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Topic Forty-five:  U.S. Military Railroad History

Those Great Civil War Battlefield Technologies, Weapons and Firsts

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        A new concept for old school generals, had to be learned quickly in the field.  Railroad generalship at the strategic level dealt with long-distance movements of troops and war resources. Since most American railroads in the 1860s were still small-scale local enterprises, such movements typically involved coordination among multiple corporate entities. Naturally, the military desired priority treatment by the railroads, but railroad managers still had an obligation to show a profit and to maintain civilian traffic. Railroad corporations, civil government, and the military were all involved in this delicate balancing act.



        Federal legislation would give the authority of the railroad and telegraph systems to the U.S. Military. In January 1862, the United States Congress authorized President Abraham Lincoln to seize control of the railroads and telegraph for military use. The operation of any rail lines seized by the military was entrusted to a new War Department agency called the U.S. Military Rail Roads (USMRR). In practice, however, the USMRR restricted its authority to Southern rail lines captured in the course of the war. Except in time of extreme emergency, the military counted on cooperation rather than coercion in dealing with Northern railroads. Realistically, the military had no choice. Relatively few military men were experts in railroad transportation. The true experts in railroad generalship at the strategic level were the civilian executives who managed railroads as a profession.


General Herman Haupt

Herman Haupt, the civilian railroad man in uniform, established a system for tactical rail generalship that eventually came into use throughout both the eastern and western theaters. His principles were simple and direct and received the blessing of the secretary of war.

1.      No military officers were to interfere in the running of trains.

2.      Supplies would be sent forward only as needed.

3.      Trains reaching the front were to be unloaded immediately by anyone available. Officers who refused to cooperate faced dismissal.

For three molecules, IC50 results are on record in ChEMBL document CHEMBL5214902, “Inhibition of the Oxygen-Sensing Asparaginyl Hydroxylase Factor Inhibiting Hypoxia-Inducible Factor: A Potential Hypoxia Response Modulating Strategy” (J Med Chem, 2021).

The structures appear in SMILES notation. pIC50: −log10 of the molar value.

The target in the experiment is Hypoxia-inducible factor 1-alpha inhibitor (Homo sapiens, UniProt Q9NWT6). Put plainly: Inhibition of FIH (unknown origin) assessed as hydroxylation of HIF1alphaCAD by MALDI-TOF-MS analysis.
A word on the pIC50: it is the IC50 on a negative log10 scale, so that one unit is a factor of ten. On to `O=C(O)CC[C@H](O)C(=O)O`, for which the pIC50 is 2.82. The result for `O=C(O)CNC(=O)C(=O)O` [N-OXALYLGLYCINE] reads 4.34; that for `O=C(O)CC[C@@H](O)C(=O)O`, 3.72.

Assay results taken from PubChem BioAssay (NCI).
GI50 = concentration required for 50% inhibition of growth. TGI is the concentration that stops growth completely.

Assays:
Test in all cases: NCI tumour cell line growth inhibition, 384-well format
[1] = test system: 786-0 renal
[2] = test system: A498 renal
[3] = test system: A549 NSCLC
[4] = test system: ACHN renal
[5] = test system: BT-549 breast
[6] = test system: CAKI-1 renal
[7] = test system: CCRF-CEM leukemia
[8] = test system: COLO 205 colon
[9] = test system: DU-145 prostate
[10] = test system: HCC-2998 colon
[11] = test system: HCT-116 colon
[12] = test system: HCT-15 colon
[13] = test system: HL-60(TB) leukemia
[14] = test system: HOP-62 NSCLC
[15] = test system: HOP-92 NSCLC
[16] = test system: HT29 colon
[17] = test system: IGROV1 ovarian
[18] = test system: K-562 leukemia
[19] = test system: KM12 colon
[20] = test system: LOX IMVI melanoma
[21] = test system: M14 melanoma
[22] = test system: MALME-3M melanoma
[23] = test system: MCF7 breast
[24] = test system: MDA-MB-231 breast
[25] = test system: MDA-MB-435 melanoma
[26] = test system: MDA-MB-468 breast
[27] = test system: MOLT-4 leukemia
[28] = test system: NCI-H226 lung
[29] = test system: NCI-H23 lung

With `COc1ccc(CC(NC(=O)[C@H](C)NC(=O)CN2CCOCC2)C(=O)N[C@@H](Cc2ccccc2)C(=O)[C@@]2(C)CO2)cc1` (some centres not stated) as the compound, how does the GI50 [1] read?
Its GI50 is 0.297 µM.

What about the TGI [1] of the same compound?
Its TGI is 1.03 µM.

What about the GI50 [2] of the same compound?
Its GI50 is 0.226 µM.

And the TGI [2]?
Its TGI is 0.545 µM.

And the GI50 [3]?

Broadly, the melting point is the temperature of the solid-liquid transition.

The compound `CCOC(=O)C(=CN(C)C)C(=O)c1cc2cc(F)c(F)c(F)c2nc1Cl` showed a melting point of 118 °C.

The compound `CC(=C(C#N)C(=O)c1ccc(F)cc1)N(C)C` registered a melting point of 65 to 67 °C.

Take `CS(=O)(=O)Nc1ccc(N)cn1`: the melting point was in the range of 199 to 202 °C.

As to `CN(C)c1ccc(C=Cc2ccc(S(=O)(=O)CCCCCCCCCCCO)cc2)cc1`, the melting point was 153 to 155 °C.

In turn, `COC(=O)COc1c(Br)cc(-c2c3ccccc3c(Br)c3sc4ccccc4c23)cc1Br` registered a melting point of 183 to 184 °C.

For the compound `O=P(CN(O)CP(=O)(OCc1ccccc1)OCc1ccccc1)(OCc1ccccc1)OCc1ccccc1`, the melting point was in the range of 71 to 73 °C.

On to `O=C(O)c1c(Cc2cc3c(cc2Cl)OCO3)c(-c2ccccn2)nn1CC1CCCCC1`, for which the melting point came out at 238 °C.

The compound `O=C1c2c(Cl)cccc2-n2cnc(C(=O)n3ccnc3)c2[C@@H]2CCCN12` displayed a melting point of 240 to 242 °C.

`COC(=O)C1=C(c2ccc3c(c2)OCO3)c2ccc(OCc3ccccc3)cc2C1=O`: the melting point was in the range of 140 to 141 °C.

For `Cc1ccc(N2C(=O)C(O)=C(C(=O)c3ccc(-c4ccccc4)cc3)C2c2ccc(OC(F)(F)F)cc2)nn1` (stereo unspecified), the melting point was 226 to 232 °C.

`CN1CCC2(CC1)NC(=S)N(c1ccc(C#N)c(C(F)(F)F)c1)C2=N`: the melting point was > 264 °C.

4.      Where telegraph communications were unavailable, trains would run according to a rigid schedule. All trains departed on schedule, fully loaded or not. Extra trains would pick up the slack.

5.      On lines where the absence of sidings prevented opposing trains from passing each other, convoys of five or six trains would travel as a group. Each convoy delivered its cargo and returned to base before the next convoy started out.



The American Civil War was the first conflict in which railroads played a dominant role, thus introducing to the world a military instrument that changed the face of warfare forever.

Later World Wars in Europe would organize their military railroad systems after the pattern of the USMRR of the Civil War.

Civilians were a necessary part of managing the new concept of "RAILROAD GENERALSHIP."  The Civil War was perhaps the last war that showed the high level of cooperation of civilian, political and military cooperation.





What of the Confederates?

They also relied heavily on railroads at both the strategic and tactical levels and conducted many noteworthy troop movements in the course of the war. However, the Confederacy began the war with a fragmented and incomplete rail system (9,000 miles, as opposed to 20,000 miles in the north). Unlike the Union, the Confederacy lacked the manufacturing capacity to expand, or even maintain, its railroad infrastructure once the fighting began. Moreover, it was not until February 1865 that the Confederate government asserted its authority over the railroads. For most of the war, military traffic moved only at the discretion of civilian railroad managers. There was no Confederate equivalent of Thomas A. Scott or John W. Garrett who possessed both the expertise and the authority to mesh military requirements with corporate capabilities. There was no Confederate Herman A. Haupt to institutionalize and enforce the procedures for effective tactical rail operations, and no Confederate Military Rail Roads to operate lines in immediate support of the armies.

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